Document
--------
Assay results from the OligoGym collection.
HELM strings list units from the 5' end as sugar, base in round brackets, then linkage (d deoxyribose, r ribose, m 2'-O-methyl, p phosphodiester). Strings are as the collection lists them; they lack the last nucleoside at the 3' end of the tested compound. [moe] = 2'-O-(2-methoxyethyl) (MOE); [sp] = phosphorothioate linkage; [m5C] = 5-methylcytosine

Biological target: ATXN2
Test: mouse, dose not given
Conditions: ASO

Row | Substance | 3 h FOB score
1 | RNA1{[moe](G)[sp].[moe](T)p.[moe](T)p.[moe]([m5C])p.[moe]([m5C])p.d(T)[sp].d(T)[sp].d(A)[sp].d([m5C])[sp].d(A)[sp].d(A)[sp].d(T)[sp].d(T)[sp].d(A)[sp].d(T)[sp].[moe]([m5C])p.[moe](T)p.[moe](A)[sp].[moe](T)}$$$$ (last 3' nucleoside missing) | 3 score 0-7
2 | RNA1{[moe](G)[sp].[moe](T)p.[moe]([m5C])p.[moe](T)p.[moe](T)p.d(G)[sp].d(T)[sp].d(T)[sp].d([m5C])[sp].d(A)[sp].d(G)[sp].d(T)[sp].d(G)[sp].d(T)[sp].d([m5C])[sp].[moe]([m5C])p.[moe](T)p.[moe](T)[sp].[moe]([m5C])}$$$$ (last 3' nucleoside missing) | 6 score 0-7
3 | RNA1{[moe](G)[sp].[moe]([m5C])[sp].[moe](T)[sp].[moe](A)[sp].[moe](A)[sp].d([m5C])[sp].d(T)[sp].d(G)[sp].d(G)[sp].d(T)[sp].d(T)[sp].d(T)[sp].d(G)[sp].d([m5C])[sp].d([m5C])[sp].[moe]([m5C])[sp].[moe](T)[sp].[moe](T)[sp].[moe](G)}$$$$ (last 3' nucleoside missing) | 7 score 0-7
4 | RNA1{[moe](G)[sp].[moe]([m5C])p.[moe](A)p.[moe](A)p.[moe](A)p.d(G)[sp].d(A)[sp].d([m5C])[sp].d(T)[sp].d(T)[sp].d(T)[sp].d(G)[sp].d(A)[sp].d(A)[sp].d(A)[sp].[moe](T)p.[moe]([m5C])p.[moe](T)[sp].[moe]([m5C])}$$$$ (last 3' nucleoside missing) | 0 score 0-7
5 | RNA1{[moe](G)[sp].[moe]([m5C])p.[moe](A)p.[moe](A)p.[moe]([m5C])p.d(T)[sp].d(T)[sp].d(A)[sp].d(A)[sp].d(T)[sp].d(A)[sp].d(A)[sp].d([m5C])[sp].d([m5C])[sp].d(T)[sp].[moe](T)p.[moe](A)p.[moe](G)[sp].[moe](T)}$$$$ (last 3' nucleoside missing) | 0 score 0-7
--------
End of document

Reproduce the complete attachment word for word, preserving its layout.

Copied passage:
Assay results from the OligoGym collection.
HELM strings list units from the 5' end as sugar, base in round brackets, then linkage (d deoxyribose, r ribose, m 2'-O-methyl, p phosphodiester). Strings are as the collection lists them; they lack the last nucleoside at the 3' end of the tested compound. [moe] = 2'-O-(2-methoxyethyl) (MOE); [sp] = phosphorothioate linkage; [m5C] = 5-methylcytosine

Biological target: ATXN2
Test: mouse, dose not given
Conditions: ASO

Row | Substance | 3 h FOB score
1 | RNA1{[moe](G)[sp].[moe](T)p.[moe](T)p.[moe]([m5C])p.[moe]([m5C])p.d(T)[sp].d(T)[sp].d(A)[sp].d([m5C])[sp].d(A)[sp].d(A)[sp].d(T)[sp].d(T)[sp].d(A)[sp].d(T)[sp].[moe]([m5C])p.[moe](T)p.[moe](A)[sp].[moe](T)}$$$$ (last 3' nucleoside missing) | 3 score 0-7
2 | RNA1{[moe](G)[sp].[moe](T)p.[moe]([m5C])p.[moe](T)p.[moe](T)p.d(G)[sp].d(T)[sp].d(T)[sp].d([m5C])[sp].d(A)[sp].d(G)[sp].d(T)[sp].d(G)[sp].d(T)[sp].d([m5C])[sp].[moe]([m5C])p.[moe](T)p.[moe](T)[sp].[moe]([m5C])}$$$$ (last 3' nucleoside missing) | 6 score 0-7
3 | RNA1{[moe](G)[sp].[moe]([m5C])[sp].[moe](T)[sp].[moe](A)[sp].[moe](A)[sp].d([m5C])[sp].d(T)[sp].d(G)[sp].d(G)[sp].d(T)[sp].d(T)[sp].d(T)[sp].d(G)[sp].d([m5C])[sp].d([m5C])[sp].[moe]([m5C])[sp].[moe](T)[sp].[moe](T)[sp].[moe](G)}$$$$ (last 3' nucleoside missing) | 7 score 0-7
4 | RNA1{[moe](G)[sp].[moe]([m5C])p.[moe](A)p.[moe](A)p.[moe](A)p.d(G)[sp].d(A)[sp].d([m5C])[sp].d(T)[sp].d(T)[sp].d(T)[sp].d(G)[sp].d(A)[sp].d(A)[sp].d(A)[sp].[moe](T)p.[moe]([m5C])p.[moe](T)[sp].[moe]([m5C])}$$$$ (last 3' nucleoside missing) | 0 score 0-7
5 | RNA1{[moe](G)[sp].[moe]([m5C])p.[moe](A)p.[moe](A)p.[moe]([m5C])p.d(T)[sp].d(T)[sp].d(A)[sp].d(A)[sp].d(T)[sp].d(A)[sp].d(A)[sp].d([m5C])[sp].d([m5C])[sp].d(T)[sp].[moe](T)p.[moe](A)p.[moe](G)[sp].[moe](T)}$$$$ (last 3' nucleoside missing) | 0 score 0-7